Advanced Guide for Professional Homeopaths
A companion book to Hahnemann Revisted and Achieving and Maintaiining the Simillimum
by Luc De Schepper MD, PhD, CHom, DIHom, Lic.Ac.
Publ. Full of Life Publishing, Santa Fe, NM. 2008.
Hardback, 240 pages, ISBN 0-942501-15-2. £39.00
Luc De Schepper is a well known Belgian homeopath, author, scholar and teacher, resident in the USA since 1981. He is a staunch Hahnemannian, advocating a methodology based on the 6th edition Organon, while bringing aspects of Jungian psychology and Traditional Chinese Medicine (TCM) into his teachings.
The book is printed in the US with sturdy binding and a substantial and beverage-resistant cover. Text is large and legible though pages are crowded and typographically confusing.
Its purpose is to create a bridge between De Schepper’s earlier works – Hahnemann Revisited and Achieving and Maintaining the Simillimum – and his next book, Beyond Jung: Delusions, Dreams and Homeopathy. There are two parts: Advanced Case Taking and Advanced Management, with the first part taking up roughly two thirds of the book.
The opening premise is that there are a number of questions homeopaths fail to ask in case taking which, if they did, would solve any challenge they are likely to meet. Each of these 11 questions are then dealt with in turn through the subsequent chapters, bringing in common vs characteristic symptoms, layers, aetiology, core delusion, constitution, Jung’s psychological types, miasmatic states and the relevance of pregnancy to childhood pathology.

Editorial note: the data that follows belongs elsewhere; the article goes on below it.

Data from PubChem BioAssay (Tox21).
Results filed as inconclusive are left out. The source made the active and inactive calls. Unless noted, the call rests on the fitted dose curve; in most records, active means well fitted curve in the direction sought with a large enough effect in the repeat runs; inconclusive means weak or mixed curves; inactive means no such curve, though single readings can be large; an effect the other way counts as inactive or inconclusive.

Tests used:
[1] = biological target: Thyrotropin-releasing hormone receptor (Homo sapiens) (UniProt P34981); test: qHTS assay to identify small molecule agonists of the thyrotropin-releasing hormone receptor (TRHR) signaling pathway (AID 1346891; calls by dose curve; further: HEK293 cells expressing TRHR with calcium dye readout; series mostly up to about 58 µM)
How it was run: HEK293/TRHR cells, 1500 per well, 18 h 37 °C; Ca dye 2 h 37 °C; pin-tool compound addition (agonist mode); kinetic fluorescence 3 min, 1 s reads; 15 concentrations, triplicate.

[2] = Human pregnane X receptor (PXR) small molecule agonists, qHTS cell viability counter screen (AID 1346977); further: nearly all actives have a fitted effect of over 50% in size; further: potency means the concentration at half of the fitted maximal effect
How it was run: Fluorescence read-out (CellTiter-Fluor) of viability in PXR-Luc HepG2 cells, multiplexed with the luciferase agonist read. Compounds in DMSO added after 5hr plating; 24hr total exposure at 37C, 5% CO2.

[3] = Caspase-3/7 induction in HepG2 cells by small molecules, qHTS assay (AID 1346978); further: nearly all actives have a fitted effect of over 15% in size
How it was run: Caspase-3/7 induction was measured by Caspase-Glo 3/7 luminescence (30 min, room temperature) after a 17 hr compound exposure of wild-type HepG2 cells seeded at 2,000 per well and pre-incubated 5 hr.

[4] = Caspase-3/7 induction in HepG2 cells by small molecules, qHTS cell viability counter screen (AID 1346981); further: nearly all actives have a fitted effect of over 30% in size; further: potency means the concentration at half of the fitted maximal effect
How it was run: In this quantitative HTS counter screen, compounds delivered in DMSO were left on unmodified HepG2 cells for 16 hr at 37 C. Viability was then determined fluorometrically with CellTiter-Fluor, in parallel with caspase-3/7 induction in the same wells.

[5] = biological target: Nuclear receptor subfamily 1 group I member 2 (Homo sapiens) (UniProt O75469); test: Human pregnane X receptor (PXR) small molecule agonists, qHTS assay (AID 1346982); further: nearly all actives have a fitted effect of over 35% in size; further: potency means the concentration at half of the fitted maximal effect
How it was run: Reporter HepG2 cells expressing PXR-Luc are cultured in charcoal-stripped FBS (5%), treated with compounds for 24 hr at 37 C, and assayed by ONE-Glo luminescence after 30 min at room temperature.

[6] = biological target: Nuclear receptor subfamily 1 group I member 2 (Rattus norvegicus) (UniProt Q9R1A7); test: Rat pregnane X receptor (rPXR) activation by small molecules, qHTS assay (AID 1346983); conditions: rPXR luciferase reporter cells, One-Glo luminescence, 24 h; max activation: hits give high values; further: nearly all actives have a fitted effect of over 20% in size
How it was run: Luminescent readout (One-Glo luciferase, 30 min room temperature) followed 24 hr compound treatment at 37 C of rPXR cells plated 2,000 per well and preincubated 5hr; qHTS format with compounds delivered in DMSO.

The second part covers potency selection, miasms again, and a discussion of Hering’s observations on direction of cure, introducing a TCM perspective.
This book is comprehensive, informative, well researched and distilled, and clearly explained. It is full of good solid advice, both theoretical and practical, very much in the mould of Hahnemann, Kent, Close and Vithoulkas. Yet it is also a book of disconcerting contradictions which intrude uncomfortably on the narrative. De Schepper talks of avoiding conceptual boxes, of ‘going with the flow’, which he claims comes naturally and instinctively to him, yet for much of the book he is writing in a highly prescriptive, systematised vein, talking about what a homeopath “must” do. Glowing testimonials on the book cover to his warm, deeply caring nature sit uneasily with text that barely misses an opportunity to dismiss the work of other homeopaths. His thorough research into Hahnemann’s methods is let down by frequent comments like “most homeopaths do not …”, which appear to be unsupported assumptions.
Advancing the perceived superiority of your own perspective and experience by denigrating other, often equally valid, approaches is a well-established tradition in homeopathy (eg. Hahnemann, Kent, Vithoulkas) but good work should be capable of standing on its own merits.